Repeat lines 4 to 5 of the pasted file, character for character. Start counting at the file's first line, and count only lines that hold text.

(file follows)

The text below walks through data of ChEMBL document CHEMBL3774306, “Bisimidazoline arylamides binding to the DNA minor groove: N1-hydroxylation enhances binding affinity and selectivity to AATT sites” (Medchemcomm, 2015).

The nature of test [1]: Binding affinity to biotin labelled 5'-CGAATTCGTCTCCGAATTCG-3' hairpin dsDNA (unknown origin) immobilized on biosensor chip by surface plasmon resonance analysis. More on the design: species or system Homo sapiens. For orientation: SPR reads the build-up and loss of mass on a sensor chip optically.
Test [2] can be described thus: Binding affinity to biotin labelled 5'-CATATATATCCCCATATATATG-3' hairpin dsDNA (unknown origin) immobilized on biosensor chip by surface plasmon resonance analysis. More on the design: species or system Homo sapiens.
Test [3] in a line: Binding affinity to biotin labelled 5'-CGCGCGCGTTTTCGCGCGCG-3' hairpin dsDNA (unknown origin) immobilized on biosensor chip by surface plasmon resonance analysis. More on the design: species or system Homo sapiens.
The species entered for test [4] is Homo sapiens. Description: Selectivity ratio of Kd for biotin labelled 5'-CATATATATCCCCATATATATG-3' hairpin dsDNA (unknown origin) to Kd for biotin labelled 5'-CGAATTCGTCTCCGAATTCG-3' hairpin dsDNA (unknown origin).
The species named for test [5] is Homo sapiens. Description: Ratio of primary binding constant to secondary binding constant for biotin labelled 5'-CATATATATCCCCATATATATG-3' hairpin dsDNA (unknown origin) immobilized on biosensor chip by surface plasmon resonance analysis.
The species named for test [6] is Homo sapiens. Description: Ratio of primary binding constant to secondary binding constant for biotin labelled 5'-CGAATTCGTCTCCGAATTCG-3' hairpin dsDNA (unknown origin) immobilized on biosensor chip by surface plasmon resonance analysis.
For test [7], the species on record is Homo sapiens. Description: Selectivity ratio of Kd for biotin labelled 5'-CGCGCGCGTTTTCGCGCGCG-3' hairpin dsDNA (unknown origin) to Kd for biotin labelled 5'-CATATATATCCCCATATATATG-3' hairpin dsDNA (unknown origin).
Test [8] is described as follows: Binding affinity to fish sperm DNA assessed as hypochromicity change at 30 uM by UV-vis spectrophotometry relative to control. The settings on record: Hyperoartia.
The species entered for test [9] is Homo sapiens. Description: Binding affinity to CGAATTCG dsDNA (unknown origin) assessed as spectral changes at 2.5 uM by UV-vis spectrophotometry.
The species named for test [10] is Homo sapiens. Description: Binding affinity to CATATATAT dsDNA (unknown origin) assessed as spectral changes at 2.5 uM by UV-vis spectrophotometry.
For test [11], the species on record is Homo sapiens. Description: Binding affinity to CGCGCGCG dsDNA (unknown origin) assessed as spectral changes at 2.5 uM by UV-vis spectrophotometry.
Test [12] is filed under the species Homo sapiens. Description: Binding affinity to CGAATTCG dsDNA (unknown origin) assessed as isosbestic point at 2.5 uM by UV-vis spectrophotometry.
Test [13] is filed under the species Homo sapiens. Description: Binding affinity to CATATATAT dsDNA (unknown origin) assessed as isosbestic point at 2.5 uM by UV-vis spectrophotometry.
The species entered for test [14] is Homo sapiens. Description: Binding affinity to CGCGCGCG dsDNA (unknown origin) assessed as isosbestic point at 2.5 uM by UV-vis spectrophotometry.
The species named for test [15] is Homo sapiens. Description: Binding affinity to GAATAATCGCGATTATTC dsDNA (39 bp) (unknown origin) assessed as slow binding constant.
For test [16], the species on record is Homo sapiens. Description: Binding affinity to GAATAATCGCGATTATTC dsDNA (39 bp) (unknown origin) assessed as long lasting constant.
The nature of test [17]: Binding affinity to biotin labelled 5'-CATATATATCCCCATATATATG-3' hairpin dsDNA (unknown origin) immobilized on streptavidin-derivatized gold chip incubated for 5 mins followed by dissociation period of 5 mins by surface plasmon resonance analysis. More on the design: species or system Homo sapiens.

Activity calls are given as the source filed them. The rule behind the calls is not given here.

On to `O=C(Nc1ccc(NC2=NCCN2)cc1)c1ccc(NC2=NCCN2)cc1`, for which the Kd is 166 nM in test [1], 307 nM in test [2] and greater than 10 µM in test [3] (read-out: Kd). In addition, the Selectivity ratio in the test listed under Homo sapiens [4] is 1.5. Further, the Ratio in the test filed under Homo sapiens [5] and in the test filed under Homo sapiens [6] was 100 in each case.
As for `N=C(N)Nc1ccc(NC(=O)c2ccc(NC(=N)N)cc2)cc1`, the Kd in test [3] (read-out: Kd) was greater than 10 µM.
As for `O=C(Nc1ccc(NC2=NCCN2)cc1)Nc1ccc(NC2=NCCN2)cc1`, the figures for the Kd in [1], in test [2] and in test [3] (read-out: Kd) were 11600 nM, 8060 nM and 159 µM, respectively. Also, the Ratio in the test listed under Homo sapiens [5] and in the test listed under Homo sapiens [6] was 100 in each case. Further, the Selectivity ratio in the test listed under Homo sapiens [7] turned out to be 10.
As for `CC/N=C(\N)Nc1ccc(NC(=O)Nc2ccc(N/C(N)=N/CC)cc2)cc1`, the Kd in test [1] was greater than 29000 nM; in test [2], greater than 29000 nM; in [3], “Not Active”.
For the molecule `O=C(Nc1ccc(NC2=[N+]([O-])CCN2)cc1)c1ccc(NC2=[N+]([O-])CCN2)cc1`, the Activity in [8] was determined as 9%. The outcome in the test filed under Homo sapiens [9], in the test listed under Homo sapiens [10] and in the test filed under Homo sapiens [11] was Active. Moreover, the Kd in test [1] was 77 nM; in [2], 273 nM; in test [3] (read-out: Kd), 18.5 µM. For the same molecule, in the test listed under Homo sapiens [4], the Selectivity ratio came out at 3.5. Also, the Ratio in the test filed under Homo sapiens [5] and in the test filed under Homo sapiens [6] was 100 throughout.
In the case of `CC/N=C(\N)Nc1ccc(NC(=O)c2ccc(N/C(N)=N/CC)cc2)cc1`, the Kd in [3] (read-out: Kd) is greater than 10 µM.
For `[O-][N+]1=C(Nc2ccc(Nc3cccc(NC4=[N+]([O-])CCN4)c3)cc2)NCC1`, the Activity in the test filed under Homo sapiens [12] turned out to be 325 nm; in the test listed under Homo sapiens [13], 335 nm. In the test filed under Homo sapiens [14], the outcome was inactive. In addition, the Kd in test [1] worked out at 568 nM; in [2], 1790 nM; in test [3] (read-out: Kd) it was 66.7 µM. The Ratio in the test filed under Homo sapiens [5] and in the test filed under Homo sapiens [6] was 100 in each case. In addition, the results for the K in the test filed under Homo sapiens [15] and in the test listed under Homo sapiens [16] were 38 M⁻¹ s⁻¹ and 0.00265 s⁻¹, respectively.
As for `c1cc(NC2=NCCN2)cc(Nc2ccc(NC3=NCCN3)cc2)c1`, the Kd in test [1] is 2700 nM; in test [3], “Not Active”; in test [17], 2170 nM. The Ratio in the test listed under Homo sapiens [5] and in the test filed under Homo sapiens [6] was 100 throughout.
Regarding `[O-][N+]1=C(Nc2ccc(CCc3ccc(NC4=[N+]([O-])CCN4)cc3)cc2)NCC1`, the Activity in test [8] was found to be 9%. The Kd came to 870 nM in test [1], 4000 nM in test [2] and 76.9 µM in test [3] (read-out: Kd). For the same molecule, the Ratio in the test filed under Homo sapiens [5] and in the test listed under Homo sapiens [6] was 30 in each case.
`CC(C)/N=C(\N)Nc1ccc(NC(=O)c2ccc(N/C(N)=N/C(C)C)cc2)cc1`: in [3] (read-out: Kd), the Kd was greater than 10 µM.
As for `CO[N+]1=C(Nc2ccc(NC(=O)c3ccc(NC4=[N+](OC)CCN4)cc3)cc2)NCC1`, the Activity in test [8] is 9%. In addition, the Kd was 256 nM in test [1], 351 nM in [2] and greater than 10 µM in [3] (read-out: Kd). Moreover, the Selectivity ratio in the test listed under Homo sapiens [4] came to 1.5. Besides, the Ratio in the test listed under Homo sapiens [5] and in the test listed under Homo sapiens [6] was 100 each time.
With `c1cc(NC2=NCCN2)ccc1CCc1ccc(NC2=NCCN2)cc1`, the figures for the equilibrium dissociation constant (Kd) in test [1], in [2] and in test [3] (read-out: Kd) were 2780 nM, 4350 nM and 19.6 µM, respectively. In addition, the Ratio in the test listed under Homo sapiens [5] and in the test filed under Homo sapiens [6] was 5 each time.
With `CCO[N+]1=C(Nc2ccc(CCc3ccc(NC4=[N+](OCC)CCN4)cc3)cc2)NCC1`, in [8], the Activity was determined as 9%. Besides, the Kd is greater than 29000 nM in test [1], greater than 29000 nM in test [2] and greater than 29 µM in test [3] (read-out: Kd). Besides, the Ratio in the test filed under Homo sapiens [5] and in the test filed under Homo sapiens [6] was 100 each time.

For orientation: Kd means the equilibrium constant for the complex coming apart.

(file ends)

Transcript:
Test [3] in a line: Binding affinity to biotin labelled 5'-CGCGCGCGTTTTCGCGCGCG-3' hairpin dsDNA (unknown origin) immobilized on biosensor chip by surface plasmon resonance analysis. More on the design: species or system Homo sapiens.
The species entered for test [4] is Homo sapiens. Description: Selectivity ratio of Kd for biotin labelled 5'-CATATATATCCCCATATATATG-3' hairpin dsDNA (unknown origin) to Kd for biotin labelled 5'-CGAATTCGTCTCCGAATTCG-3' hairpin dsDNA (unknown origin).